Is there such-thing as an "owner-limited RwLock"?

Imagine you are writing a program that requires only a single static owner of a write-lock (by this, I mean that the owner which requests a write lock is called in only 1 closure and no more), but need multi-threaded read access via something like an Arc. The write-lock is thus only ever executed on one thread within 1 closure, and the read-locks are distributed throughout the program on possibly multiple threads. Is there a design that has this idea in mind? Or, would this just have to be manually implemented?

How is that meaningfully different from a normal RwLock?

The two are very similar indeed. In a matter of fact, both can accomplish what needs to be done, but where it differs is when Arc steps-in: Arc allows for the distribution of multiple callers of the write() function from different threads; I, however, only want a single caller. It would be optimized in the sense that there would be only 1 owner of the &mut T from a single thread and closure, but with possibly infinitely many &T's scattered across different threads and closures.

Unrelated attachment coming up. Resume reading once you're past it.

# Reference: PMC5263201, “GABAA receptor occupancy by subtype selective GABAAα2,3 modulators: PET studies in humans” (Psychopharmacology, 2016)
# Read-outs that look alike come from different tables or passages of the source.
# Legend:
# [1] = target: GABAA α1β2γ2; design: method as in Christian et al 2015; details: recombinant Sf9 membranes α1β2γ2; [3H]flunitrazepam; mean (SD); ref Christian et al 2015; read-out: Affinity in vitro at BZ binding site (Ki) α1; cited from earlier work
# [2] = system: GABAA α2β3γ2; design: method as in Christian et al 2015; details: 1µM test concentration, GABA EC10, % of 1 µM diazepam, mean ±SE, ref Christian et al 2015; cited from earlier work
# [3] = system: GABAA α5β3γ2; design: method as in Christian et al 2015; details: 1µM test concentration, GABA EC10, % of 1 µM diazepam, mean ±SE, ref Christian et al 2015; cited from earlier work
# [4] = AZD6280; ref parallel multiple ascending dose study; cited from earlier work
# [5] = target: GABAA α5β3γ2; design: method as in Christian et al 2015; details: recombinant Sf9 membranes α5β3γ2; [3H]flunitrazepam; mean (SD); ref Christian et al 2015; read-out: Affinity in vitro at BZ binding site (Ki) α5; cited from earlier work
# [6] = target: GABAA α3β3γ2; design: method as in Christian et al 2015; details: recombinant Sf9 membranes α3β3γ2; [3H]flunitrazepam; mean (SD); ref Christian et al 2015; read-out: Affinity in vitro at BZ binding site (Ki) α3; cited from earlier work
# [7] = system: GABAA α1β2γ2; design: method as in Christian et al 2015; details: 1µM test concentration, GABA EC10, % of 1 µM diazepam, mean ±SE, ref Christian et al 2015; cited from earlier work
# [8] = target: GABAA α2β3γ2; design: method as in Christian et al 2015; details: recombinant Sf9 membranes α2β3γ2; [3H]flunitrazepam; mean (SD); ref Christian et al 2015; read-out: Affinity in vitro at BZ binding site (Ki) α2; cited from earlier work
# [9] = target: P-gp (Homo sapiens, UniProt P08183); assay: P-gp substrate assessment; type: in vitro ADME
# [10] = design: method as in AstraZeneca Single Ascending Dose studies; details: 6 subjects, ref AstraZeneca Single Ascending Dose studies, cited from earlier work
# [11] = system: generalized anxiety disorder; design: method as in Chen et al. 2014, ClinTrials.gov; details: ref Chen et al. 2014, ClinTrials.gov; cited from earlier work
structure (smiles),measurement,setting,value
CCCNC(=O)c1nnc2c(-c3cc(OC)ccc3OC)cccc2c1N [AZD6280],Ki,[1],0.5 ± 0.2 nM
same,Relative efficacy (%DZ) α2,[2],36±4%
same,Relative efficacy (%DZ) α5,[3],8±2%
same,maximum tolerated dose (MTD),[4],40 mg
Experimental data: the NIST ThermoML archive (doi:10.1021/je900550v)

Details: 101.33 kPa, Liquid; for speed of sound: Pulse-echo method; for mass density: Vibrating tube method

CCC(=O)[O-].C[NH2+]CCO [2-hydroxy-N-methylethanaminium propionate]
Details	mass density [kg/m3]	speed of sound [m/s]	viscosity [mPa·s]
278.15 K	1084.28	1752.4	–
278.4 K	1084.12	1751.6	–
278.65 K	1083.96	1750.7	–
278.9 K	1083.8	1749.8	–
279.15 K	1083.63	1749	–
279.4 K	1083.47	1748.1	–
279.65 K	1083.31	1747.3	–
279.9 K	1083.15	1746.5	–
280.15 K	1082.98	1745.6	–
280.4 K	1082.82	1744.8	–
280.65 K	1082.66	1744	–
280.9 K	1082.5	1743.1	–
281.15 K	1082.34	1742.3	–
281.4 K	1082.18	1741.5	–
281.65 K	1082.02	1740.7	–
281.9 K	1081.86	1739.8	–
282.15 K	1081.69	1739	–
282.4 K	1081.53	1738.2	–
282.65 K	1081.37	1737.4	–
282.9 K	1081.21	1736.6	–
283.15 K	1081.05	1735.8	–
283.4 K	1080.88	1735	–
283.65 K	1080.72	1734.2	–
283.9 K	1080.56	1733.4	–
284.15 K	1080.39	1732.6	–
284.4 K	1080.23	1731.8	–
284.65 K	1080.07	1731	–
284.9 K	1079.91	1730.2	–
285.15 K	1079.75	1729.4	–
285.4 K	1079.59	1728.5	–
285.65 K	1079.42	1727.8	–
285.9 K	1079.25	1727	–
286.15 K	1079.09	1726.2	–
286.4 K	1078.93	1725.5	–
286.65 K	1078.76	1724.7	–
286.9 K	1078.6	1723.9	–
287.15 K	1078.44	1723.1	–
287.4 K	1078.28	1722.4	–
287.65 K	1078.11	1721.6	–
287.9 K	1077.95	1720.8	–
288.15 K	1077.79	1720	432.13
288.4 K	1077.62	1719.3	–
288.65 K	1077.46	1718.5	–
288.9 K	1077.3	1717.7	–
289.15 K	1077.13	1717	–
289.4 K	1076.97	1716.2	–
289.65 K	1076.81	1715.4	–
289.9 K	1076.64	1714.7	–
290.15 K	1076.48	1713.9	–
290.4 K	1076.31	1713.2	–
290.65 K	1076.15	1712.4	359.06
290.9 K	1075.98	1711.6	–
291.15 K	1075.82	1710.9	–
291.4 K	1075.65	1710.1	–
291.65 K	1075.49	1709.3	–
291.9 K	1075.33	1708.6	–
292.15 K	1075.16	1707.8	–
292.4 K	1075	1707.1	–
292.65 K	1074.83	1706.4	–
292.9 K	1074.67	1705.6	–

Here you go:

struct CanOnlyReadLock<T> {
    inner: Arc<RwLock<T>>,
}
impl<T> CanOnlyReadLock<T> {
    pub fn new(t: T) -> (Arc<RwLock<T>>, Self) {
        let lock = Arc::new(RwLock::new(t));
        let lock2 = lock.clone();
        (lock, Self { inner: lock2 })
    }
    pub fn read(&self) -> LockResult<RwLockReadGuard<T>> {
        self.inner.read()
    }
    pub fn try_read(&self) -> TryLockResult<RwLockReadGuard<T>> {
        self.inner.try_read()
    }
}

playground

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You won't be able to make it faster by somehow making use of the fact that there is only one writer. You still have to lock and unlock the writer to allow immutable access when the writer isn't using it.

RwLock requires T: Send + Sync for its Sync, but in this "owner-limited" design you could get away with giving readers a handle that only requires T: Sync.

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You're awesome @alice <3 !!

I suppose you are right... the inner sempahore would be ultimately rate-limiting.